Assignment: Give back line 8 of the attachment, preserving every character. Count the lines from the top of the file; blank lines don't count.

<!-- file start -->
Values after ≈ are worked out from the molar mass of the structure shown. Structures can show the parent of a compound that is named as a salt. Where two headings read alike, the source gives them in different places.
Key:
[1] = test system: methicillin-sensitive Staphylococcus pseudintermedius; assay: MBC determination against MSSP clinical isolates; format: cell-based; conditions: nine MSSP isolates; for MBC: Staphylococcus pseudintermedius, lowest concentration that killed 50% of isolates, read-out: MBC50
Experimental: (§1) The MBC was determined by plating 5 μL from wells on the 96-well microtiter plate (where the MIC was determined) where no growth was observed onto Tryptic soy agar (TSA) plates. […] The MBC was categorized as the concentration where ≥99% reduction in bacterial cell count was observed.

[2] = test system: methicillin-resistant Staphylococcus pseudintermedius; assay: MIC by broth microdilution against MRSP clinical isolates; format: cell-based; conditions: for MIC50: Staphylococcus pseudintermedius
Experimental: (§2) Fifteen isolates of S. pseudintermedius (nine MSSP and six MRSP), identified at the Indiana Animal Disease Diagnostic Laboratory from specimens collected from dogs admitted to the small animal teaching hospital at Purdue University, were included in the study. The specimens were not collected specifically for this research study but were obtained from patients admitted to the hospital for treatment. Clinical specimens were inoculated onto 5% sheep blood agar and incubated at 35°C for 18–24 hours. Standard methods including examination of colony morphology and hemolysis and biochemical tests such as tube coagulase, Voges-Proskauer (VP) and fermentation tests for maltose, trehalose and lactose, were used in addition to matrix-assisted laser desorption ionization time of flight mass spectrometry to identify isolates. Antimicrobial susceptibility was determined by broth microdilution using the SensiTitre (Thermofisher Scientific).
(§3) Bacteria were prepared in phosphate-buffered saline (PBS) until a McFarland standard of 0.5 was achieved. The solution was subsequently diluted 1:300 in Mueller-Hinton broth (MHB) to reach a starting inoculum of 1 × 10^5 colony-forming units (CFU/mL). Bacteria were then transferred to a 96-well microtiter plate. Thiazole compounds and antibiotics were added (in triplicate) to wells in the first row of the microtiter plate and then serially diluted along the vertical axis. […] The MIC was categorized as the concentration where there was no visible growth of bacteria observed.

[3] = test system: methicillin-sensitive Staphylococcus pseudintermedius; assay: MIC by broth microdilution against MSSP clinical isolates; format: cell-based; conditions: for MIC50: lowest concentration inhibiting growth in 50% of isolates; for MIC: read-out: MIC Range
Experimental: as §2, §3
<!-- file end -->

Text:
[3] = test system: methicillin-sensitive Staphylococcus pseudintermedius; assay: MIC by broth microdilution against MSSP clinical isolates; format: cell-based; conditions: for MIC50: lowest concentration inhibiting growth in 50% of isolates; for MIC: read-out: MIC Range